TMS Eyes 3D-Printed Submarine Components
Thyssenkrupp Marine Systems (TMS) plans to use 3D printers increasingly in manufacturing submarine parts.
According to the company, this offers decisive advantages over conventionally produced components.
The corresponding quality and safety approvals have already been granted.
Through acquisition of the Thyssenkrupp TechCenter Additive Manufacturing (in Mülheim an der Ruhr, North Rhein-Westphalia), the required technology and expertise will now come to the Kiel Fjord.
Dr. Luis Alejandro Orellano, COO of thyssenkrupp Marine Systems, said: “3D printing opens up completely new potentials for us. In the design engineering, we no longer have to consider the limits of conventional manufacturing processes everywhere. In this way, we give our customers more freedom in the design of the boats. At the same time, we can produce components faster and more cost-effectively. Bringing the necessary expertise and equipment to serve us in Kiel is the prerequisite for being able to make smaller batches quickly and easily in series in the future.”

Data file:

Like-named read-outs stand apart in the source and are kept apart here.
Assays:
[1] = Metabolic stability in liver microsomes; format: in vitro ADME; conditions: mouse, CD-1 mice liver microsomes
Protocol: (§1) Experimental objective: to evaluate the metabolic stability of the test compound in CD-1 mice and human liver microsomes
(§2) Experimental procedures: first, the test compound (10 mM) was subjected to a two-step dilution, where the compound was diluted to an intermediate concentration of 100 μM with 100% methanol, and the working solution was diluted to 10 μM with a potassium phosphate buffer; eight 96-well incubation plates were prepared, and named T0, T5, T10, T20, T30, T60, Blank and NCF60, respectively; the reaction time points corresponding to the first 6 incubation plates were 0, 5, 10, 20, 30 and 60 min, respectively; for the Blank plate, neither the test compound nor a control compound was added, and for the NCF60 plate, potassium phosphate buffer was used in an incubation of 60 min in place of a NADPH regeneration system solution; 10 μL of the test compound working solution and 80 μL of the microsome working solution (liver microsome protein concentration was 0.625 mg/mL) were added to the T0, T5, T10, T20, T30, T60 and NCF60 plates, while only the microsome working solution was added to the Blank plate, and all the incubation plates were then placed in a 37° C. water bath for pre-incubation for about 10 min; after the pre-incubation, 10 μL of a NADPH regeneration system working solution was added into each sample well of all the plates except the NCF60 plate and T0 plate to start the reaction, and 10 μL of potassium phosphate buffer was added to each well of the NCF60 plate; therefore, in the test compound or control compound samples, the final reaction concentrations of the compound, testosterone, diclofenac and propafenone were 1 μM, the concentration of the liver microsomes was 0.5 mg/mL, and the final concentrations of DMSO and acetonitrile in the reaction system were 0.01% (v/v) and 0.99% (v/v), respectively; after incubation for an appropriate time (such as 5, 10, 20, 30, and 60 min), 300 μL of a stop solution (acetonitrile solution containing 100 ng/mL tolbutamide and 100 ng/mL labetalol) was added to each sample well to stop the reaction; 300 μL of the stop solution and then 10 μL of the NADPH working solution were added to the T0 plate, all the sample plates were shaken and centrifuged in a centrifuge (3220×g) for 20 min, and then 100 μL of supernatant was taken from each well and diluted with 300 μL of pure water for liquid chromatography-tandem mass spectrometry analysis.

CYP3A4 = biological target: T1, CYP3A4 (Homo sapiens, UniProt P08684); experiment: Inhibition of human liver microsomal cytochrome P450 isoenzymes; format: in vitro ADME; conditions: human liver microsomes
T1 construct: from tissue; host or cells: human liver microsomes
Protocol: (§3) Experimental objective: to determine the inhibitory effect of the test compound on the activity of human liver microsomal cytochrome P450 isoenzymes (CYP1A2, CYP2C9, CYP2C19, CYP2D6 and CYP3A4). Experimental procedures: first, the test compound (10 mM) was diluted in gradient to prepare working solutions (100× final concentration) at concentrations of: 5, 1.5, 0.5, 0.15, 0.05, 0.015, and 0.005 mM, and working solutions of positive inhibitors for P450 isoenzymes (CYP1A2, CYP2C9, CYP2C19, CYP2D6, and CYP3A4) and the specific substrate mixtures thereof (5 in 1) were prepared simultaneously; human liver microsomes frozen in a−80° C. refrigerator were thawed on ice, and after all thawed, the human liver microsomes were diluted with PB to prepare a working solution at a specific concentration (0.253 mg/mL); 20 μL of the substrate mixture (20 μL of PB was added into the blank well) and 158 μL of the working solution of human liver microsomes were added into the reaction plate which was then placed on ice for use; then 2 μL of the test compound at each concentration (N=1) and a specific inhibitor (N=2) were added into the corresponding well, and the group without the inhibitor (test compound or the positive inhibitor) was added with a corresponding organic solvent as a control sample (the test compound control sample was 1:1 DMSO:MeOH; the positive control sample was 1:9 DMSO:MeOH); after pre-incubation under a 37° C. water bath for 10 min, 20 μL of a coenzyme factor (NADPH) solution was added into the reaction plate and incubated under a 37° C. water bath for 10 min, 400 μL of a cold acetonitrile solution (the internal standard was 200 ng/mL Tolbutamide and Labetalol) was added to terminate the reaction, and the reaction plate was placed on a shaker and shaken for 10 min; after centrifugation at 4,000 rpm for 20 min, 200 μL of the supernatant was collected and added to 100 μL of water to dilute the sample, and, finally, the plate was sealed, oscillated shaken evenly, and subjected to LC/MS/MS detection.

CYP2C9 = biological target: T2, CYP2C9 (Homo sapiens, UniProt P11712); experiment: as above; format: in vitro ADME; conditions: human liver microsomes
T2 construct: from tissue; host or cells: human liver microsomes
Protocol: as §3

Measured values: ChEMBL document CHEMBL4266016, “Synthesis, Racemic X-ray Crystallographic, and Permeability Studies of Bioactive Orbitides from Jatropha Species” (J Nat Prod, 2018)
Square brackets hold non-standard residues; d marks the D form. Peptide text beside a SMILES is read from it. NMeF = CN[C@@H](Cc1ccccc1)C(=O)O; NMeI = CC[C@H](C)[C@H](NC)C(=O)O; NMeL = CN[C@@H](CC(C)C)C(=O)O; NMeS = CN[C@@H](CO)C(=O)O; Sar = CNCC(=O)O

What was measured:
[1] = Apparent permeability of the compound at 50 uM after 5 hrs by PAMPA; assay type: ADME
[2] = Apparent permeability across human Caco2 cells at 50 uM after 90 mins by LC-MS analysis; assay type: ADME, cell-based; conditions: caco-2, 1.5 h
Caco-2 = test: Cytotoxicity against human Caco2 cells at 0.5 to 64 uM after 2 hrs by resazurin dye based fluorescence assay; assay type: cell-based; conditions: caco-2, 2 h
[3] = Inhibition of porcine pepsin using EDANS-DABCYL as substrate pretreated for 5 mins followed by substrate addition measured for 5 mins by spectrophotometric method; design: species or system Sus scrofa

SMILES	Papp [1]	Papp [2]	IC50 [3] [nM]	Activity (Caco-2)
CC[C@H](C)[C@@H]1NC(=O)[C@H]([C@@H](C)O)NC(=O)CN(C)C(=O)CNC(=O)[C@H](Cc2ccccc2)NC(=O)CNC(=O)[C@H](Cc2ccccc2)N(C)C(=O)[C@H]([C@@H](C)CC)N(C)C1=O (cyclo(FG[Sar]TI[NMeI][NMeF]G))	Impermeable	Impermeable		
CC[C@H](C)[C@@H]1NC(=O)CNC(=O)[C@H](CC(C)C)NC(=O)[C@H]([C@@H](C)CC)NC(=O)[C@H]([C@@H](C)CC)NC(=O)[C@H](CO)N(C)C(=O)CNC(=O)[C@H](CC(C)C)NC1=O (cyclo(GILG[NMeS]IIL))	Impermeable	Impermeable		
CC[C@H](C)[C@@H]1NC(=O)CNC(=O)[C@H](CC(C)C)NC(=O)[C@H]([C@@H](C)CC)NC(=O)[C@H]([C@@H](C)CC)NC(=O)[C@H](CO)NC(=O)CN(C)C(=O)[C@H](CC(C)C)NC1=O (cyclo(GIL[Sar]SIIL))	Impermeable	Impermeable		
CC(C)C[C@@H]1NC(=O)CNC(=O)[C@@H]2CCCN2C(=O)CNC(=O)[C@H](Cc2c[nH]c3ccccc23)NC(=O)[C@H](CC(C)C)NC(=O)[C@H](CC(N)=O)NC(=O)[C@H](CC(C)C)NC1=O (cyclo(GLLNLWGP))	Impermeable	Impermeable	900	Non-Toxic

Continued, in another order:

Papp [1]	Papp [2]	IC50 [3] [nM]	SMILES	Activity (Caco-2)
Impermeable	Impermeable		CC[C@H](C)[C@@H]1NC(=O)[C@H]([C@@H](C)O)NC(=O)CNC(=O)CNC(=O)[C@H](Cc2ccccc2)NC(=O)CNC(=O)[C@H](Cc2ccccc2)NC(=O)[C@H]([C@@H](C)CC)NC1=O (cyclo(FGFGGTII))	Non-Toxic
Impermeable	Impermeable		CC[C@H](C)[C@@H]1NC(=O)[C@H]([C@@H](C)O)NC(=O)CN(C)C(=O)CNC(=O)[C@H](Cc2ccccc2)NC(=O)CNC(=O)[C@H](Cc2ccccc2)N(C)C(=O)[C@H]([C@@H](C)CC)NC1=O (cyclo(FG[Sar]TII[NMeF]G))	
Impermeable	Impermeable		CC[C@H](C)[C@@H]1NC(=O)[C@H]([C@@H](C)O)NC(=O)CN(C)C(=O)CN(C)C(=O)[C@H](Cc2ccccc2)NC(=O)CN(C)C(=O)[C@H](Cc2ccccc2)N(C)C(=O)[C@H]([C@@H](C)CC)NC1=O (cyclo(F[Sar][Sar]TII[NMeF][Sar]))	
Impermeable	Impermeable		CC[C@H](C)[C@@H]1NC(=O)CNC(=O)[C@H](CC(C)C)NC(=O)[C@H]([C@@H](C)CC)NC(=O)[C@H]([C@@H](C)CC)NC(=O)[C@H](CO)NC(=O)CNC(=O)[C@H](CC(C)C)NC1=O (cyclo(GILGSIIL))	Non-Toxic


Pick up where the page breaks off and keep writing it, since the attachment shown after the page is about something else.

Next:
The printers can be used to produce more complex structures that are at the same time more robust, stronger and lighter than components produced by conventional methods, which often require many small elements to be manufactured and then assembled. For example, by using a 3D printer to make the hydraulic block for a submarine, 83 percent of the weight was saved – from 14 down to 2.1 kilograms.
In summer 2019, the thyssenkrupp TechCenter Additive Manufacturing was the world’s first producer of 3D printed components for maritime applications to receive manufacturer approval from the renowned classification society DNV GL. The certificate guarantees the material properties of the finished component in accordance with specified standards issued by independent testing bodies.
In future, TMS plans to use 3D printers mainly in manufacturing the parts that are required in small batches for a submarine. The company will focus not only on components for newbuildings, but also on spare parts production.